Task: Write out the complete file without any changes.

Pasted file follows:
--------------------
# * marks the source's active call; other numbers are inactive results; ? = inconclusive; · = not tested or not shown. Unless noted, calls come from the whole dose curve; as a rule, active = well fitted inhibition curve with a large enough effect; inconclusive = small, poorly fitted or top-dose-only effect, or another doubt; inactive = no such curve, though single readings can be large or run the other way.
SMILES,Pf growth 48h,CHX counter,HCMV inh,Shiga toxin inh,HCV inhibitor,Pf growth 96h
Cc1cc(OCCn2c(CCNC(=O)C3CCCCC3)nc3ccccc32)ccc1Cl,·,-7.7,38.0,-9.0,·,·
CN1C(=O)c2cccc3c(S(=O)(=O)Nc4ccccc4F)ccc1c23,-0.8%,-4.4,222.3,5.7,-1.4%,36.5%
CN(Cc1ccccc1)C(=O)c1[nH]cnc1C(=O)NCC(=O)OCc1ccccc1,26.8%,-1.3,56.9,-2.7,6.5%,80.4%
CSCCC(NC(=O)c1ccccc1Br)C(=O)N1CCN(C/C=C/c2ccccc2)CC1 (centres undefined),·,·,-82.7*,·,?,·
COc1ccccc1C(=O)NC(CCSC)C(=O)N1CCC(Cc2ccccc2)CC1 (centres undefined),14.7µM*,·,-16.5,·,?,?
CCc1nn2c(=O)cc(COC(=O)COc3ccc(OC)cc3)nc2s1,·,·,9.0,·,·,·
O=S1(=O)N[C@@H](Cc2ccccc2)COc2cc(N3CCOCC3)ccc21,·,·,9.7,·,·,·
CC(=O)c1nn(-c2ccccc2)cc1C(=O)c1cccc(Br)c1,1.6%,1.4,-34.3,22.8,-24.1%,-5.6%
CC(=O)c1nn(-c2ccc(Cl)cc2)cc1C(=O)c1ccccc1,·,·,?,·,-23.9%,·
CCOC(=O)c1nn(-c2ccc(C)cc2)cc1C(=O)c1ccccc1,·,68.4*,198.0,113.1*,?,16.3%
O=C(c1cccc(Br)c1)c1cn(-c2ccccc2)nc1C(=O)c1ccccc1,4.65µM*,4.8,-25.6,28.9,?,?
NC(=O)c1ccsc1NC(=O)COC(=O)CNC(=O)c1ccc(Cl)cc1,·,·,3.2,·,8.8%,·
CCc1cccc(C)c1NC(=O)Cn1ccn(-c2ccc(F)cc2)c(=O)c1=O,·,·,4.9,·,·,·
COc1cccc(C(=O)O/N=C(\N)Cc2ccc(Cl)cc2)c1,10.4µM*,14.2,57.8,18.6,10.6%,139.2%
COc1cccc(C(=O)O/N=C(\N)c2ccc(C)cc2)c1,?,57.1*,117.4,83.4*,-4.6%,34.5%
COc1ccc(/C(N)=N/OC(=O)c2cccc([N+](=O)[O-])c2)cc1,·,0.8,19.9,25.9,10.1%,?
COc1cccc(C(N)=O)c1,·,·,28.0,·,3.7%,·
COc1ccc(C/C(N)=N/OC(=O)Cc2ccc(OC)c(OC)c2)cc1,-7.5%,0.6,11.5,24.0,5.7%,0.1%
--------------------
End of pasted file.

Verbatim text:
# * marks the source's active call; other numbers are inactive results; ? = inconclusive; · = not tested or not shown. Unless noted, calls come from the whole dose curve; as a rule, active = well fitted inhibition curve with a large enough effect; inconclusive = small, poorly fitted or top-dose-only effect, or another doubt; inactive = no such curve, though single readings can be large or run the other way.
SMILES,Pf growth 48h,CHX counter,HCMV inh,Shiga toxin inh,HCV inhibitor,Pf growth 96h
Cc1cc(OCCn2c(CCNC(=O)C3CCCCC3)nc3ccccc32)ccc1Cl,·,-7.7,38.0,-9.0,·,·
CN1C(=O)c2cccc3c(S(=O)(=O)Nc4ccccc4F)ccc1c23,-0.8%,-4.4,222.3,5.7,-1.4%,36.5%
CN(Cc1ccccc1)C(=O)c1[nH]cnc1C(=O)NCC(=O)OCc1ccccc1,26.8%,-1.3,56.9,-2.7,6.5%,80.4%
CSCCC(NC(=O)c1ccccc1Br)C(=O)N1CCN(C/C=C/c2ccccc2)CC1 (centres undefined),·,·,-82.7*,·,?,·
COc1ccccc1C(=O)NC(CCSC)C(=O)N1CCC(Cc2ccccc2)CC1 (centres undefined),14.7µM*,·,-16.5,·,?,?
CCc1nn2c(=O)cc(COC(=O)COc3ccc(OC)cc3)nc2s1,·,·,9.0,·,·,·
O=S1(=O)N[C@@H](Cc2ccccc2)COc2cc(N3CCOCC3)ccc21,·,·,9.7,·,·,·
CC(=O)c1nn(-c2ccccc2)cc1C(=O)c1cccc(Br)c1,1.6%,1.4,-34.3,22.8,-24.1%,-5.6%
CC(=O)c1nn(-c2ccc(Cl)cc2)cc1C(=O)c1ccccc1,·,·,?,·,-23.9%,·
CCOC(=O)c1nn(-c2ccc(C)cc2)cc1C(=O)c1ccccc1,·,68.4*,198.0,113.1*,?,16.3%
O=C(c1cccc(Br)c1)c1cn(-c2ccccc2)nc1C(=O)c1ccccc1,4.65µM*,4.8,-25.6,28.9,?,?
NC(=O)c1ccsc1NC(=O)COC(=O)CNC(=O)c1ccc(Cl)cc1,·,·,3.2,·,8.8%,·
CCc1cccc(C)c1NC(=O)Cn1ccn(-c2ccc(F)cc2)c(=O)c1=O,·,·,4.9,·,·,·
COc1cccc(C(=O)O/N=C(\N)Cc2ccc(Cl)cc2)c1,10.4µM*,14.2,57.8,18.6,10.6%,139.2%
COc1cccc(C(=O)O/N=C(\N)c2ccc(C)cc2)c1,?,57.1*,117.4,83.4*,-4.6%,34.5%
COc1ccc(/C(N)=N/OC(=O)c2cccc([N+](=O)[O-])c2)cc1,·,0.8,19.9,25.9,10.1%,?
COc1cccc(C(N)=O)c1,·,·,28.0,·,3.7%,·
COc1ccc(C/C(N)=N/OC(=O)Cc2ccc(OC)c(OC)c2)cc1,-7.5%,0.6,11.5,24.0,5.7%,0.1%